After a five-week lockdown the second wave is receding, but in the face of new variants of the virus and sluggish vaccine rollout, health-based wisdom has it that social distancing should continue and triple-layer masking is advisable. Slated for January in the WAG was an exhibition by Kingston School of Art instructors whose classes were cancelled. Now that the lockdown has been lifted in the Kingston area, the show is up for a couple of weeks this month, and some of the exhibiting instructors are back in the classroom. All health protocols are in force in the school and gallery
Barb Carr’s four mosaic-like square collages work well as a series. From a distance, each one adheres to a particular colour: gold, buff, black, or, in the case of aqua, a tonal range of blue. But look closely and you will see that Barb has painstakingly added extra pieces--squares within squares--to provide texture and punctuation with tiny stabs of colour, or text, or images.
I was drawn to the black, but was soon fascinated by the details and encouraged to continue my up-close inspection of the others in the series.
Tonya Corkey uses an unusual medium to create her images. The young child in Now I Prefer Cloudy Days appears as a subdued area of colours that are made up of lint applied like a stencil on bare canvas. In this piece Tonya has also attached four plastic fighter jets, which are painted white, but are fluorescent colours underneath. These colours cast a subtle glow around the planes, making them slightly ominous, especially to the child, who looks anxiously off to the side.
Components of Dizz Mall, a series of digital images by Mei Chi, mimics the flyers that might come from discount stores in a strip mall. With words like “Deals,” “Big Bag Sale,” “Wow! Coupons!” and “Warning! This is a real limited offer,” Mei satirizes—in a humorous way--the advertising methods used by retailers, and which ironically can’t really be duplicated in a digital ad.
Realist painter Bruce St. Clair has included oil, watercolour and acrylic paintings in this exhibition. Opposites Attract is an example of his masterful handling of watercolour. In this painting of a barrel, in dappled light, planted with red petunias, the artist has provided lovely detail in the surrounding grass while keeping the dark green background clean and neutral. When I first looked at this painting, I was baffled by the title. Then, as I took in the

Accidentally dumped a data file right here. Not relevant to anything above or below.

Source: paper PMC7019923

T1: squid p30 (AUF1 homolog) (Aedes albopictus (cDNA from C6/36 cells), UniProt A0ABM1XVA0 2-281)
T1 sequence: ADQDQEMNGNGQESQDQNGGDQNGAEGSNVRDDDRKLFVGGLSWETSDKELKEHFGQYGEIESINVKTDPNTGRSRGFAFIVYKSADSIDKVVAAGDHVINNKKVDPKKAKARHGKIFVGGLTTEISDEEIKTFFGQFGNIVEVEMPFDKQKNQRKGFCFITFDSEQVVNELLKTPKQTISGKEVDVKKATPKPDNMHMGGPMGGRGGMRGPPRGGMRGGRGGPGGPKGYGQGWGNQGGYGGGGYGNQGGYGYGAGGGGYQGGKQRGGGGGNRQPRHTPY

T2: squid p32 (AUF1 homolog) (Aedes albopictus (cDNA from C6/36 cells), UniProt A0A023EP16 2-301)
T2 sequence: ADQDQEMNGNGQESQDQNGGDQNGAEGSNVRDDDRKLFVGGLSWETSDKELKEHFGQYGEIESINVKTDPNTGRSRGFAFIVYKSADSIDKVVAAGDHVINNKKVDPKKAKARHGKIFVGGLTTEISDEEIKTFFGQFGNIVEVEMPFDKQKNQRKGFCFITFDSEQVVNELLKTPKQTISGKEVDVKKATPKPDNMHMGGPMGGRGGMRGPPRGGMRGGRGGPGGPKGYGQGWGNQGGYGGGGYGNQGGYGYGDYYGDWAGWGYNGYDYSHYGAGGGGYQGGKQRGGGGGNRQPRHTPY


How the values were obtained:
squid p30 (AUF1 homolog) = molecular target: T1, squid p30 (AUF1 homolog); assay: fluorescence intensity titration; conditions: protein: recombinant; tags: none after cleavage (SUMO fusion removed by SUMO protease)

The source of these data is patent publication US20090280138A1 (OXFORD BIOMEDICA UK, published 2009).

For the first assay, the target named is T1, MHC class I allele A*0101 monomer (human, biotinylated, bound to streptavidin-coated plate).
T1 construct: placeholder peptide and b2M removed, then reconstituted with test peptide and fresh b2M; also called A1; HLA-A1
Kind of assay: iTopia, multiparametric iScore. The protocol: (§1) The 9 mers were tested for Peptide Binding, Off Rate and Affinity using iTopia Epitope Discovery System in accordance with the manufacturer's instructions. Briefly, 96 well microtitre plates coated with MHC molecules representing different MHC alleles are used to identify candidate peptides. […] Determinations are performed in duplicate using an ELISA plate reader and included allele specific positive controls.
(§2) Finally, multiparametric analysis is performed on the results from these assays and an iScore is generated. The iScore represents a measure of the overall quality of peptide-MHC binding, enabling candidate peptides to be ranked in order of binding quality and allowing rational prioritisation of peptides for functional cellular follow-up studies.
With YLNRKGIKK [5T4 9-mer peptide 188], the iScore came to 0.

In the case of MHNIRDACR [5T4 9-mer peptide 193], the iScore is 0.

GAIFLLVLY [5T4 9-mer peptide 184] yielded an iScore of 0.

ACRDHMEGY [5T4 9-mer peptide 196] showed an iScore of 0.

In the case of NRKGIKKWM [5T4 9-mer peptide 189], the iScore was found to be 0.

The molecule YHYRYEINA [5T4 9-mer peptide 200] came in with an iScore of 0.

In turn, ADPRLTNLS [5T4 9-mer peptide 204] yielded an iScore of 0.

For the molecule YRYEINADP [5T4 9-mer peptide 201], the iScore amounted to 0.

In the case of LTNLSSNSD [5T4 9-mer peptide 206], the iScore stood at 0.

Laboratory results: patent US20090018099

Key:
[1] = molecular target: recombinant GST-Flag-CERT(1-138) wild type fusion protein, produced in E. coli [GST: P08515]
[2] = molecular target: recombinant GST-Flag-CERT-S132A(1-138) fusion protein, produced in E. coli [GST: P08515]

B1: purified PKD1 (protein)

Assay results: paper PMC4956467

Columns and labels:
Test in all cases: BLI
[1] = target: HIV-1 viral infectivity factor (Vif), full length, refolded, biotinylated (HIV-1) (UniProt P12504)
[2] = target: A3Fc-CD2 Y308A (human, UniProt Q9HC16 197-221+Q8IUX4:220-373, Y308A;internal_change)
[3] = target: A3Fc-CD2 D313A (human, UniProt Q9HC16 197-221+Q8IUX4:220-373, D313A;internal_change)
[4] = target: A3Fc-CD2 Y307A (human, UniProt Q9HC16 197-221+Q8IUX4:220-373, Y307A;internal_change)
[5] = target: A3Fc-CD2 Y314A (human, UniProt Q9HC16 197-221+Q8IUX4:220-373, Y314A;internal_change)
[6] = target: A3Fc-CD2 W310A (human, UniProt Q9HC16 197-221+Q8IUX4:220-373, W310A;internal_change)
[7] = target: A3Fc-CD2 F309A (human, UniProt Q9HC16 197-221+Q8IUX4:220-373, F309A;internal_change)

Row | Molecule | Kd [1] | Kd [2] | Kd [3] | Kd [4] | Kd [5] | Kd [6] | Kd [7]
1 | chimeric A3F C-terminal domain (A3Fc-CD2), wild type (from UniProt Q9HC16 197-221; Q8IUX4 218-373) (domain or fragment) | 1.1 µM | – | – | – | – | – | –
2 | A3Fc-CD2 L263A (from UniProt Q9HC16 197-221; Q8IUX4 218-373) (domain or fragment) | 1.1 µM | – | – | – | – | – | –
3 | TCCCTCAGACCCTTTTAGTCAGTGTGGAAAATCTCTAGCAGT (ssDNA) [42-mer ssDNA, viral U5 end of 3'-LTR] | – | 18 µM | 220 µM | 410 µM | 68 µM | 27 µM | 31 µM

complementary red and green, the penny dropped.
A rocking chair by a window, patio chairs and a table in a garden. These are intimate domestic scenes in the large oil canvases by Maureen Sheridan. Devoid of a human presence, the atmosphere of the spaces is enhanced by the inclusion of living natural elements-- trees outside the window, flowers in the garden--which are inviting, but distanced.
Four oil portraits in this exhibition are immediately recognizable as the work of alla prima painter Nancy Steele. She has a loose style that energizes her subjects, and a command of colour that enlivens skin tones, creating an image that goes beyond portraiture. The four subjects are members of the Kingston School of Art staff and volunteers, whom Nancy called upon to model for a demo she conducted in her portrait course last fall.
Debra Krakow, a resident of Wolfe Island, is drawn to nature and large vistas, often of the rural landscapes she sees around her home. She works in acrylic, applying it in a textured fashion, sometimes cracked or scratched, sometimes over a textured ground. In her pieces she uses a limited palette to create strong abstract compositions that emphasize verticality and horizontality. There are two exceptions: Lake Ice draws the viewer toward the horizon with sharp angles, while the diptych entitled Cornfield in Winter relies on repeated sinuous lines to carry the viewer gently over the rolling hills that define the field.
The KSOA Instructors’ Show continues until March 1st.
Ulrike Bender is a former graphic designer, art director and ESL teacher who, in retirement, has ventured into photography. She is currently a volunteer gallery assistant at the WAG and a docent at Agnes.